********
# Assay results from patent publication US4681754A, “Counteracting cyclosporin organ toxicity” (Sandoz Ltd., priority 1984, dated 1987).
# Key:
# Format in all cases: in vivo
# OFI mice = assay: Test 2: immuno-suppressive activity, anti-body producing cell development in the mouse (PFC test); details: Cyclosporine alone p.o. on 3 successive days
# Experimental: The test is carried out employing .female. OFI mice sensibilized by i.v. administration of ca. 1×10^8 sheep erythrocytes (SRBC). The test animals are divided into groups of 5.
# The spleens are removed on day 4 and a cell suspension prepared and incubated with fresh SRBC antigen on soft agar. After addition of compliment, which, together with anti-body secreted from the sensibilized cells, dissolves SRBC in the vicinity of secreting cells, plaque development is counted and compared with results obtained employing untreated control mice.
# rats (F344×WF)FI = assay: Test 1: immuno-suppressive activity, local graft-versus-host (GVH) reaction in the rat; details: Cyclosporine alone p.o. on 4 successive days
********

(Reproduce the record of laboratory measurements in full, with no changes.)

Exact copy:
# Assay results from patent publication US4681754A, “Counteracting cyclosporin organ toxicity” (Sandoz Ltd., priority 1984, dated 1987).
# Key:
# Format in all cases: in vivo
# OFI mice = assay: Test 2: immuno-suppressive activity, anti-body producing cell development in the mouse (PFC test); details: Cyclosporine alone p.o. on 3 successive days
# Experimental: The test is carried out employing .female. OFI mice sensibilized by i.v. administration of ca. 1×10^8 sheep erythrocytes (SRBC). The test animals are divided into groups of 5.
# The spleens are removed on day 4 and a cell suspension prepared and incubated with fresh SRBC antigen on soft agar. After addition of compliment, which, together with anti-body secreted from the sensibilized cells, dissolves SRBC in the vicinity of secreting cells, plaque development is counted and compared with results obtained employing untreated control mice.
# rats (F344×WF)FI = assay: Test 1: immuno-suppressive activity, local graft-versus-host (GVH) reaction in the rat; details: Cyclosporine alone p.o. on 4 successive days